PREDATION AND PARASITISM IN A TROPICAL HERBIVORE COMMUNITY

J MEMMOTT, HCJ GODFRAY, B BOLTON

Research output: Contribution to journalArticle (Academic Journal)peer-review

16 Citations (Scopus)

Abstract

1. Crawling predators were excluded from bamboos attacked by three species of chrysomelid leaf miner in two plots of tropical dry forest in Costa Rica.

2. The percentage of predated mines declined from an average of 61% to an average of 29% in plots where crawling predators had been excluded. There were concomitant increases in successful beetle emergence and in the numbers of beetles attacked by parasitoids.

3. The probability of a miner that had escaped predation being attacked by a parasitoid was the same in experimental and control treatments, indicating that the risks of predation and parasitism are statistically independent.

4. The results were consistent across species and plots with the exception of one species in one plot where emergence was lower in the exclusion treatment than in the control because of very severe parasitoid attack. This result is unexplained.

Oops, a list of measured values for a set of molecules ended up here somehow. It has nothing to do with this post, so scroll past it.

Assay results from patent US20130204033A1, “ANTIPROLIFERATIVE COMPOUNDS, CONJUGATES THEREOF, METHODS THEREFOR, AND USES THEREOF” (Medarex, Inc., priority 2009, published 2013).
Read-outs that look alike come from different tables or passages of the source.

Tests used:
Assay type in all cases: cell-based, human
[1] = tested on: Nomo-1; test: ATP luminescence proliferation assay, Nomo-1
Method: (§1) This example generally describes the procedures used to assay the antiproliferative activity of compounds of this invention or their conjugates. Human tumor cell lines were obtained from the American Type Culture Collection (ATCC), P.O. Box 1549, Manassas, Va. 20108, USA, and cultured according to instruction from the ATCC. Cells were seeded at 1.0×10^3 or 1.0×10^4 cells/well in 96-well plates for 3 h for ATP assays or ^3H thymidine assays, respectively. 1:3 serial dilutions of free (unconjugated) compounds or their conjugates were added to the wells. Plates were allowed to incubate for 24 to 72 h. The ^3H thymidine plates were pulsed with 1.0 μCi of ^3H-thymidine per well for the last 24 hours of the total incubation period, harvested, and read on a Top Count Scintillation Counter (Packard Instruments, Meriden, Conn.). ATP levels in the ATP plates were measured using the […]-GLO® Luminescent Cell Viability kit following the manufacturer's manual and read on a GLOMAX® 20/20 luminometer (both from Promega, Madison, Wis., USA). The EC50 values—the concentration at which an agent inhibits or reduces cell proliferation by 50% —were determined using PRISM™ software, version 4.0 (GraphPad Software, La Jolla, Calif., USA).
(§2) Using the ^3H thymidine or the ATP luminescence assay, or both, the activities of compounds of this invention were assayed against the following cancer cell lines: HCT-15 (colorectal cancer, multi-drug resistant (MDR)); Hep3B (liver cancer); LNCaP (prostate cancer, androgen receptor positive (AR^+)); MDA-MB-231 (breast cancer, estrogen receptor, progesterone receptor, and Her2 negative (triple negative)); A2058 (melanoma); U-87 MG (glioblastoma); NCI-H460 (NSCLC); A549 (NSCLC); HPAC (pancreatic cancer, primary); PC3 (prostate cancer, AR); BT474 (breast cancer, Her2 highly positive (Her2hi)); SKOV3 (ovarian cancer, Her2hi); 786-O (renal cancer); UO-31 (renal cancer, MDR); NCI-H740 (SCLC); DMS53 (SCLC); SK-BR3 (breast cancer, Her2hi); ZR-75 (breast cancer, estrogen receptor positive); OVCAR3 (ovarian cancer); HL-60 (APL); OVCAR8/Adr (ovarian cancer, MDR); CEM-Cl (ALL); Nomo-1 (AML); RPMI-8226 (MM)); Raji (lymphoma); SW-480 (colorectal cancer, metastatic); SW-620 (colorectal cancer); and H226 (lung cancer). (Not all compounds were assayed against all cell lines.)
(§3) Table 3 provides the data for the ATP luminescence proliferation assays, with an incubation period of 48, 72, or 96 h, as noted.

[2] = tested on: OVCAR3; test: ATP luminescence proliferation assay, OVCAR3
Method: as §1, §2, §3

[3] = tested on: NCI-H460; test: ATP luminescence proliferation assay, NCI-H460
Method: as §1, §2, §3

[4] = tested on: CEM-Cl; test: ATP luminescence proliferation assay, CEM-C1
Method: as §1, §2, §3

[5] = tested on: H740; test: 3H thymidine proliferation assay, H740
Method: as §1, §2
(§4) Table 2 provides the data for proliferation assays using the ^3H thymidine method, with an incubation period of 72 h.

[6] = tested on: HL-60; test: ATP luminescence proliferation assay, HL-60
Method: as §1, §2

5. Limited observations, and evidence from the type of damage observed on predated mines, suggest that the most important crawling predators are ants.

Original languageEnglish
Pages (from-to)348-352
Number of pages5
JournalEcological Entomology
Volume18
Issue number4
Publication statusPublished - Nov 1993

Keywords

  • LEAF MINERS
  • PARASITOIDS
  • PREDATION
  • ANTS
  • CHRYSOMELIDAE
  • BAMBOOS
  • PREDATOR EXCLUSION
  • INTER-GUILD COMPETITION
  • LEAF-MINING INSECTS
  • PHYLLONORYCTER LEPIDOPTERA
  • MORTALITY FACTORS
  • GRACILLARIIDAE
  • PLANTS
  • BIRCH
  • OAK

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